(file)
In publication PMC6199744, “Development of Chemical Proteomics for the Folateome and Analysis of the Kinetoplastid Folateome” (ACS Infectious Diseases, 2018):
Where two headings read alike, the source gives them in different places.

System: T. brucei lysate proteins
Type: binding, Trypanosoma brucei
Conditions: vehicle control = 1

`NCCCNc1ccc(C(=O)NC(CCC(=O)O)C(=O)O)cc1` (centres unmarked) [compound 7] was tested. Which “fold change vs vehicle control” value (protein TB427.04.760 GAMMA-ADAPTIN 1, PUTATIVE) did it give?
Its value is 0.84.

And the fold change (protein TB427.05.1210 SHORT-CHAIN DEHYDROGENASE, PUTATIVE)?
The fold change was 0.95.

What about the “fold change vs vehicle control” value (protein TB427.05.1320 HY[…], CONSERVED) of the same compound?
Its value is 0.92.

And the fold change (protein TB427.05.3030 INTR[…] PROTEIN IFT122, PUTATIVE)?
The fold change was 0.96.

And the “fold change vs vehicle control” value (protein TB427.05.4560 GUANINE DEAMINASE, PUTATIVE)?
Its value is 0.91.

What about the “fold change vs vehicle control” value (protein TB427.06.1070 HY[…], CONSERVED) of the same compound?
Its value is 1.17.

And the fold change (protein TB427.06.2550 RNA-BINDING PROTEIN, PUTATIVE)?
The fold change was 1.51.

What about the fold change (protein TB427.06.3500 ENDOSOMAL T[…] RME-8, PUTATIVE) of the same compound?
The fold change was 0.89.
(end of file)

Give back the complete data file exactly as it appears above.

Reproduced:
In publication PMC6199744, “Development of Chemical Proteomics for the Folateome and Analysis of the Kinetoplastid Folateome” (ACS Infectious Diseases, 2018):
Where two headings read alike, the source gives them in different places.

System: T. brucei lysate proteins
Type: binding, Trypanosoma brucei
Conditions: vehicle control = 1

`NCCCNc1ccc(C(=O)NC(CCC(=O)O)C(=O)O)cc1` (centres unmarked) [compound 7] was tested. Which “fold change vs vehicle control” value (protein TB427.04.760 GAMMA-ADAPTIN 1, PUTATIVE) did it give?
Its value is 0.84.

And the fold change (protein TB427.05.1210 SHORT-CHAIN DEHYDROGENASE, PUTATIVE)?
The fold change was 0.95.

What about the “fold change vs vehicle control” value (protein TB427.05.1320 HY[…], CONSERVED) of the same compound?
Its value is 0.92.

And the fold change (protein TB427.05.3030 INTR[…] PROTEIN IFT122, PUTATIVE)?
The fold change was 0.96.

And the “fold change vs vehicle control” value (protein TB427.05.4560 GUANINE DEAMINASE, PUTATIVE)?
Its value is 0.91.

What about the “fold change vs vehicle control” value (protein TB427.06.1070 HY[…], CONSERVED) of the same compound?
Its value is 1.17.

And the fold change (protein TB427.06.2550 RNA-BINDING PROTEIN, PUTATIVE)?
The fold change was 1.51.

What about the fold change (protein TB427.06.3500 ENDOSOMAL T[…] RME-8, PUTATIVE) of the same compound?
The fold change was 0.89.